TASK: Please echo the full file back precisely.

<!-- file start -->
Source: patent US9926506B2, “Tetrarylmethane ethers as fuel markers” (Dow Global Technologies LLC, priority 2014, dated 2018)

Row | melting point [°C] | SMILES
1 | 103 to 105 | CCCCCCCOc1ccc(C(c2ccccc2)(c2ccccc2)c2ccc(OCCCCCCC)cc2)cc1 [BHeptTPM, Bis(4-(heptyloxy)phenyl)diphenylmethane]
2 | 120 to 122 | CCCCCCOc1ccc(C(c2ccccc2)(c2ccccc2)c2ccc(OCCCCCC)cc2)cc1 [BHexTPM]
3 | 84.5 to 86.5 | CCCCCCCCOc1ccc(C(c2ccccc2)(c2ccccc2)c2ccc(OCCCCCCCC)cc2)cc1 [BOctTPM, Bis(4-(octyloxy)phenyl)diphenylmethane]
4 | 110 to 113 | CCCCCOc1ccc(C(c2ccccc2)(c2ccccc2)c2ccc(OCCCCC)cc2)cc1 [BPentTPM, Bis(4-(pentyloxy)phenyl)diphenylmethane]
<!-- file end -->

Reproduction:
Source: patent US9926506B2, “Tetrarylmethane ethers as fuel markers” (Dow Global Technologies LLC, priority 2014, dated 2018)

Row | melting point [°C] | SMILES
1 | 103 to 105 | CCCCCCCOc1ccc(C(c2ccccc2)(c2ccccc2)c2ccc(OCCCCCCC)cc2)cc1 [BHeptTPM, Bis(4-(heptyloxy)phenyl)diphenylmethane]
2 | 120 to 122 | CCCCCCOc1ccc(C(c2ccccc2)(c2ccccc2)c2ccc(OCCCCCC)cc2)cc1 [BHexTPM]
3 | 84.5 to 86.5 | CCCCCCCCOc1ccc(C(c2ccccc2)(c2ccccc2)c2ccc(OCCCCCCCC)cc2)cc1 [BOctTPM, Bis(4-(octyloxy)phenyl)diphenylmethane]
4 | 110 to 113 | CCCCCOc1ccc(C(c2ccccc2)(c2ccccc2)c2ccc(OCCCCC)cc2)cc1 [BPentTPM, Bis(4-(pentyloxy)phenyl)diphenylmethane]